Many consoles of the 8bit and 16bit era tend to use a D-Sub connector for their controller ports, usually a male DB9 on the console and a female DB9 at the end of the controller cable. For instance, the Atari controller plug below is shared among other consoles like the SEGA Master System, SEGA Megadrive/Genesis.
This plug is almost but not quite the same as the regular computer serial port cable with the main difference being the lack of the shielding around the plug or socket, and that the plug itself is significantly longer on the console version of this plug. This makes the “regular” serial port cables very unreliable to be used on a console because they tend to fall off from the socket because of the lack of insertion depth.
Buying Atari-style plugs today for you to make your own controllers can be a bit difficult or dirty. You either salvage an original controller or an extension cord from your favourite Shenzhen supplier, or buy new plugs from a reputable source at quite a markup. In any case it takes time and sometimes you need to do something quick that works with the stuff you should already have at arms length.
So the best solution would be adapting a regular female DB9 plug, the ones used to make your own DB9 cables, in such a way it increases the insertion length to the point it won’t fall off the console.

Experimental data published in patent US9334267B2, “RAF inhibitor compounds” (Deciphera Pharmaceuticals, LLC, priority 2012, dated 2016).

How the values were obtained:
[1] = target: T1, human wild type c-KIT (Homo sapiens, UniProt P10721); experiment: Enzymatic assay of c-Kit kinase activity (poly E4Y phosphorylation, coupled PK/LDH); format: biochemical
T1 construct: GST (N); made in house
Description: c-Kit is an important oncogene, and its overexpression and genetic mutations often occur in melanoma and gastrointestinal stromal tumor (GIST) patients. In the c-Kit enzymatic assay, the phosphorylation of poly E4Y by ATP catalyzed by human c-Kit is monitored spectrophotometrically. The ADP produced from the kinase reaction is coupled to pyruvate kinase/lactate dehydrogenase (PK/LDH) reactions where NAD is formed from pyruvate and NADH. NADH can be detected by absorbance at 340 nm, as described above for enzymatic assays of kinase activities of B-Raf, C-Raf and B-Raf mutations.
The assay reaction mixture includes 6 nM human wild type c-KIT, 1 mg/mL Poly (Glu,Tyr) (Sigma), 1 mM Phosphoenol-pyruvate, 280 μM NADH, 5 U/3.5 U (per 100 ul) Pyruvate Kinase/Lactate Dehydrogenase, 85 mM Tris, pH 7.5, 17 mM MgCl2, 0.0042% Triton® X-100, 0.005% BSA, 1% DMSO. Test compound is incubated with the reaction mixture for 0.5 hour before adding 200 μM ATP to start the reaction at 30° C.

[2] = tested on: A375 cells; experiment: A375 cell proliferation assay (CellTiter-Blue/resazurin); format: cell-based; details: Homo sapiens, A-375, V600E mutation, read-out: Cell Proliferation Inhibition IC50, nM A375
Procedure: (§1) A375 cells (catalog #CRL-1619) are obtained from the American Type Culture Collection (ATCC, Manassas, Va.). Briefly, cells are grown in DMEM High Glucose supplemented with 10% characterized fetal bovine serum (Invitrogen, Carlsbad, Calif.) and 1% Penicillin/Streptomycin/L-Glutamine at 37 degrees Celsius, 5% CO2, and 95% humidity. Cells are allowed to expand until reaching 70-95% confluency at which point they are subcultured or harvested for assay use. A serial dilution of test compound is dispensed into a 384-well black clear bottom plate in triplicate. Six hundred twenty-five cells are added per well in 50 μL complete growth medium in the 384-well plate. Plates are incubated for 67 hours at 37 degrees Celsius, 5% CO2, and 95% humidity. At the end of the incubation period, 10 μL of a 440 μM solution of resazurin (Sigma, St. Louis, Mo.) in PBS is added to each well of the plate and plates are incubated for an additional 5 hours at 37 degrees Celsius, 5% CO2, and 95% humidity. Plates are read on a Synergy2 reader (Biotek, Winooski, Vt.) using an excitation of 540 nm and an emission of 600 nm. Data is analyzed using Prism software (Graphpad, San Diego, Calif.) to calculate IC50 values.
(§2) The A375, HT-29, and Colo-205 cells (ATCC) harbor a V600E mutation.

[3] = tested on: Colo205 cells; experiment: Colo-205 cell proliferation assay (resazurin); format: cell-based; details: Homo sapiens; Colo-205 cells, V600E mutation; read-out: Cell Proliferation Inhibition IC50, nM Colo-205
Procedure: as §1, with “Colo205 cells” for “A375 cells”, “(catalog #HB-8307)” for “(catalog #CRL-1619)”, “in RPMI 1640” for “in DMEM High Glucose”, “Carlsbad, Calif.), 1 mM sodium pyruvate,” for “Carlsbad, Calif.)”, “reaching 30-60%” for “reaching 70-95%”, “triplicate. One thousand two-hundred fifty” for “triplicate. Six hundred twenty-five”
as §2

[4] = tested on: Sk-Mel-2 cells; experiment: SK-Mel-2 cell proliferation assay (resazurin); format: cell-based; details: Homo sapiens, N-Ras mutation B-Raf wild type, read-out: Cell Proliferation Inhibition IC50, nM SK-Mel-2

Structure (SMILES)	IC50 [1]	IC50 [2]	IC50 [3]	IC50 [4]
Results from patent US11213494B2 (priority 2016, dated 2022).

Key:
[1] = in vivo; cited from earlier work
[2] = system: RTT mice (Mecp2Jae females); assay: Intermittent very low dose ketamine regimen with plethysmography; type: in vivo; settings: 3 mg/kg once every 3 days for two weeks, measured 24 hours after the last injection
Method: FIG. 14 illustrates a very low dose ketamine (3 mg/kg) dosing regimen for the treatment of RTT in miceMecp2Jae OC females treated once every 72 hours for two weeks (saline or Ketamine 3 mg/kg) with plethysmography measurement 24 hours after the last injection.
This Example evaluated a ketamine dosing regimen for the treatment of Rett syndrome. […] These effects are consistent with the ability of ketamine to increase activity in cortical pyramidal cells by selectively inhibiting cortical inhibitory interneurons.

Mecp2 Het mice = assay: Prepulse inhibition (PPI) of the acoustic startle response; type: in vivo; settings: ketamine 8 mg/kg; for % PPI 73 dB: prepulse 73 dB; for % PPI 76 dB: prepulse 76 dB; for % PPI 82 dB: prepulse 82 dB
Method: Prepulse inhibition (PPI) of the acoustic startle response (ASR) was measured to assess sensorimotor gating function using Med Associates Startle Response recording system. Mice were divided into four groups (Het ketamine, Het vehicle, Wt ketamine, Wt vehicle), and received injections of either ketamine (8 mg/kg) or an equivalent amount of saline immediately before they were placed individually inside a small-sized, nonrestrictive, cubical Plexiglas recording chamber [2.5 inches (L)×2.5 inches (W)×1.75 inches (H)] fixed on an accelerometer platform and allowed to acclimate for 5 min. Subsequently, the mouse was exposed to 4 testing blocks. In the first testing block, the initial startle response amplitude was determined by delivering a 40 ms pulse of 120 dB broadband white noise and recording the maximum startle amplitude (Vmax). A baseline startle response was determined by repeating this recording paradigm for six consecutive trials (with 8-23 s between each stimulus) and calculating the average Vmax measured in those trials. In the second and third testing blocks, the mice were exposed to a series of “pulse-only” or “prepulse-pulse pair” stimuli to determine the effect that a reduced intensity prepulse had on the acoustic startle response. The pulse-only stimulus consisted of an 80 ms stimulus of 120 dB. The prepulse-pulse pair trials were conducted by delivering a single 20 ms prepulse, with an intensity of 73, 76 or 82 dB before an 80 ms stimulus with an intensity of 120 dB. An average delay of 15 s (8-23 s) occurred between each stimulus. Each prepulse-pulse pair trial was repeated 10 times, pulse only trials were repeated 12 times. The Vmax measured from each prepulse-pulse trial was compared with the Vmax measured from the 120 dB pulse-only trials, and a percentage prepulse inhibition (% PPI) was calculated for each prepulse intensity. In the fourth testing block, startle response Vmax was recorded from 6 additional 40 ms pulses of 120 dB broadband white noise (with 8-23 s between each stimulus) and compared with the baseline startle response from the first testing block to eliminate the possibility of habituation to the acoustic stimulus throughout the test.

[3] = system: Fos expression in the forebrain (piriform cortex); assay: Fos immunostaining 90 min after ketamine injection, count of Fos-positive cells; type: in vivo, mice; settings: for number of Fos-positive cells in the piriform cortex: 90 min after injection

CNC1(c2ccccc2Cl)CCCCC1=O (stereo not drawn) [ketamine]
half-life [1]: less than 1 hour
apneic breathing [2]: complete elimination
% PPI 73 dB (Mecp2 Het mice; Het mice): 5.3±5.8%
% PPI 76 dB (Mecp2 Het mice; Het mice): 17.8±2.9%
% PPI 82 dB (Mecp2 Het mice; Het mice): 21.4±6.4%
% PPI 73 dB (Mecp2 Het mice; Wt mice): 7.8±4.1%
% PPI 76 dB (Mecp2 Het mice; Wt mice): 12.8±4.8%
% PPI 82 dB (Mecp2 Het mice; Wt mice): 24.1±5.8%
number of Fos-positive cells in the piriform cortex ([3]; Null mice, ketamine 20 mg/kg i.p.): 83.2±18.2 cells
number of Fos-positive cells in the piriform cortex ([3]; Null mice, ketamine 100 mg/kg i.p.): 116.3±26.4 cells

- Female DB9 plug
- Soldering iron & solder (anything would do!)
- Metal saw (or rotary tool or whatever you fancy)
- Up to 9 wires to be soldered
- Hot glue gun or Epoxy glue
- Heatshrink, ~10mm diameter (optional)
Start by sawing off the metal shielding of a blank DB9 connector. You can also drill the existing screw holes for the same effect. After that, remove the plastic backing holding the pins, and saw off the excess plastic at the sides of the plug, making it narrower while not losing any length. The result should be something like this.
At this stage, solder any wires you need and place the pin in the socket. When you are done with it, use the hot glue gun to keep the pins in place since without the metal shielding and lid, there is nothing to keep them in place.
Finally, use a piece of heatshrink to cover the plug head and the solder side of the plug. Optionally add some more heatshrink to keep the wires from moving too much. The result should look like this.
To make connections to other circuitry easier, I added some female pins to the free end of the wires.
Here is the connector being used on my SEGA Master System.